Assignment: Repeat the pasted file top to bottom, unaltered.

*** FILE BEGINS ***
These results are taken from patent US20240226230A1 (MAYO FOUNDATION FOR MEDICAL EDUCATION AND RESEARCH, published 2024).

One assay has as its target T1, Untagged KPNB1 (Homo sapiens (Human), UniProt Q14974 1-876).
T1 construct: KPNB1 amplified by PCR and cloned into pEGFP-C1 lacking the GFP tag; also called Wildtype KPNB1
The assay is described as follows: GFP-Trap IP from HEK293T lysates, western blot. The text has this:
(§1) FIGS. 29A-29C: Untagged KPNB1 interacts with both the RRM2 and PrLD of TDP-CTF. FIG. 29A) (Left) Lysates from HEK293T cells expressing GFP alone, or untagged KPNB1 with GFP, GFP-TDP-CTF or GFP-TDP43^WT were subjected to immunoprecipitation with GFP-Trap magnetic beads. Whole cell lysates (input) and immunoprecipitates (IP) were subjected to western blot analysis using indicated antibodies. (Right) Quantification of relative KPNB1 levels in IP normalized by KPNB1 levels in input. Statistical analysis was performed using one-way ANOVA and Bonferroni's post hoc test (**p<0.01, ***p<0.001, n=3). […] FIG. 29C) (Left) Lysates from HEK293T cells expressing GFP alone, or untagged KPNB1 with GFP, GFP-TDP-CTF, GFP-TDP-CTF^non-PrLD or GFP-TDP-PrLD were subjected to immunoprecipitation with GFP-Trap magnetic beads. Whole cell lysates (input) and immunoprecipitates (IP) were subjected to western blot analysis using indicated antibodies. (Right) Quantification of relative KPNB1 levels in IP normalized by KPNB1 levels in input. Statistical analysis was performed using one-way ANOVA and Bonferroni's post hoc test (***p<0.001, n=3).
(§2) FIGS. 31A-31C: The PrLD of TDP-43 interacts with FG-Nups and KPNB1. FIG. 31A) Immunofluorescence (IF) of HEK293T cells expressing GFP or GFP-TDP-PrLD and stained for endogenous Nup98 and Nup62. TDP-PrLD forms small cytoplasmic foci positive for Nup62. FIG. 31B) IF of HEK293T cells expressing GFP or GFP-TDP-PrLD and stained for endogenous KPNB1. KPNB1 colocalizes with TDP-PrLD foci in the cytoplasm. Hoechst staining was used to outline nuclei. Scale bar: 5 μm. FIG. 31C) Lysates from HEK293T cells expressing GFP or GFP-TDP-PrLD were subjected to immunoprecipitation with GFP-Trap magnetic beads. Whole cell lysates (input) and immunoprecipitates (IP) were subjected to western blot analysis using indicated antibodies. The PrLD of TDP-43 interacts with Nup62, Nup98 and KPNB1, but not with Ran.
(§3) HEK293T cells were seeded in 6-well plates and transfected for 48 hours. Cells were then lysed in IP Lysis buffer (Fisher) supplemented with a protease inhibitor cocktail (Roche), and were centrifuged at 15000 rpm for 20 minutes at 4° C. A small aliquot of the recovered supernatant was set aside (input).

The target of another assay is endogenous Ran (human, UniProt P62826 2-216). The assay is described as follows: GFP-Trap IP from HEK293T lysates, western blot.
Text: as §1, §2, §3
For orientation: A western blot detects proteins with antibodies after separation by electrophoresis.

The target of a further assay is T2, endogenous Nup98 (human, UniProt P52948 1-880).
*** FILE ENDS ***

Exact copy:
These results are taken from patent US20240226230A1 (MAYO FOUNDATION FOR MEDICAL EDUCATION AND RESEARCH, published 2024).

One assay has as its target T1, Untagged KPNB1 (Homo sapiens (Human), UniProt Q14974 1-876).
T1 construct: KPNB1 amplified by PCR and cloned into pEGFP-C1 lacking the GFP tag; also called Wildtype KPNB1
The assay is described as follows: GFP-Trap IP from HEK293T lysates, western blot. The text has this:
(§1) FIGS. 29A-29C: Untagged KPNB1 interacts with both the RRM2 and PrLD of TDP-CTF. FIG. 29A) (Left) Lysates from HEK293T cells expressing GFP alone, or untagged KPNB1 with GFP, GFP-TDP-CTF or GFP-TDP43^WT were subjected to immunoprecipitation with GFP-Trap magnetic beads. Whole cell lysates (input) and immunoprecipitates (IP) were subjected to western blot analysis using indicated antibodies. (Right) Quantification of relative KPNB1 levels in IP normalized by KPNB1 levels in input. Statistical analysis was performed using one-way ANOVA and Bonferroni's post hoc test (**p<0.01, ***p<0.001, n=3). […] FIG. 29C) (Left) Lysates from HEK293T cells expressing GFP alone, or untagged KPNB1 with GFP, GFP-TDP-CTF, GFP-TDP-CTF^non-PrLD or GFP-TDP-PrLD were subjected to immunoprecipitation with GFP-Trap magnetic beads. Whole cell lysates (input) and immunoprecipitates (IP) were subjected to western blot analysis using indicated antibodies. (Right) Quantification of relative KPNB1 levels in IP normalized by KPNB1 levels in input. Statistical analysis was performed using one-way ANOVA and Bonferroni's post hoc test (***p<0.001, n=3).
(§2) FIGS. 31A-31C: The PrLD of TDP-43 interacts with FG-Nups and KPNB1. FIG. 31A) Immunofluorescence (IF) of HEK293T cells expressing GFP or GFP-TDP-PrLD and stained for endogenous Nup98 and Nup62. TDP-PrLD forms small cytoplasmic foci positive for Nup62. FIG. 31B) IF of HEK293T cells expressing GFP or GFP-TDP-PrLD and stained for endogenous KPNB1. KPNB1 colocalizes with TDP-PrLD foci in the cytoplasm. Hoechst staining was used to outline nuclei. Scale bar: 5 μm. FIG. 31C) Lysates from HEK293T cells expressing GFP or GFP-TDP-PrLD were subjected to immunoprecipitation with GFP-Trap magnetic beads. Whole cell lysates (input) and immunoprecipitates (IP) were subjected to western blot analysis using indicated antibodies. The PrLD of TDP-43 interacts with Nup62, Nup98 and KPNB1, but not with Ran.
(§3) HEK293T cells were seeded in 6-well plates and transfected for 48 hours. Cells were then lysed in IP Lysis buffer (Fisher) supplemented with a protease inhibitor cocktail (Roche), and were centrifuged at 15000 rpm for 20 minutes at 4° C. A small aliquot of the recovered supernatant was set aside (input).

The target of another assay is endogenous Ran (human, UniProt P62826 2-216). The assay is described as follows: GFP-Trap IP from HEK293T lysates, western blot.
Text: as §1, §2, §3
For orientation: A western blot detects proteins with antibodies after separation by electrophoresis.

The target of a further assay is T2, endogenous Nup98 (human, UniProt P52948 1-880).